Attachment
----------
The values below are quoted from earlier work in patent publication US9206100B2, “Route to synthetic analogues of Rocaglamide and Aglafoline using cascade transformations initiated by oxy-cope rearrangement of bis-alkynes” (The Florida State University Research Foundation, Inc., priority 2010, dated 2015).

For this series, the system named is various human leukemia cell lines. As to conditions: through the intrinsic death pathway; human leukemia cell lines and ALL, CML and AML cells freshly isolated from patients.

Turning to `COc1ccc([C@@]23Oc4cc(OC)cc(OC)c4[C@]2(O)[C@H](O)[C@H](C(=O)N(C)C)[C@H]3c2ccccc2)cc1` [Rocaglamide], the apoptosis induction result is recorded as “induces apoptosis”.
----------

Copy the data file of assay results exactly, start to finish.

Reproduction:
The values below are quoted from earlier work in patent publication US9206100B2, “Route to synthetic analogues of Rocaglamide and Aglafoline using cascade transformations initiated by oxy-cope rearrangement of bis-alkynes” (The Florida State University Research Foundation, Inc., priority 2010, dated 2015).

For this series, the system named is various human leukemia cell lines. As to conditions: through the intrinsic death pathway; human leukemia cell lines and ALL, CML and AML cells freshly isolated from patients.

Turning to `COc1ccc([C@@]23Oc4cc(OC)cc(OC)c4[C@]2(O)[C@H](O)[C@H](C(=O)N(C)C)[C@H]3c2ccccc2)cc1` [Rocaglamide], the apoptosis induction result is recorded as “induces apoptosis”.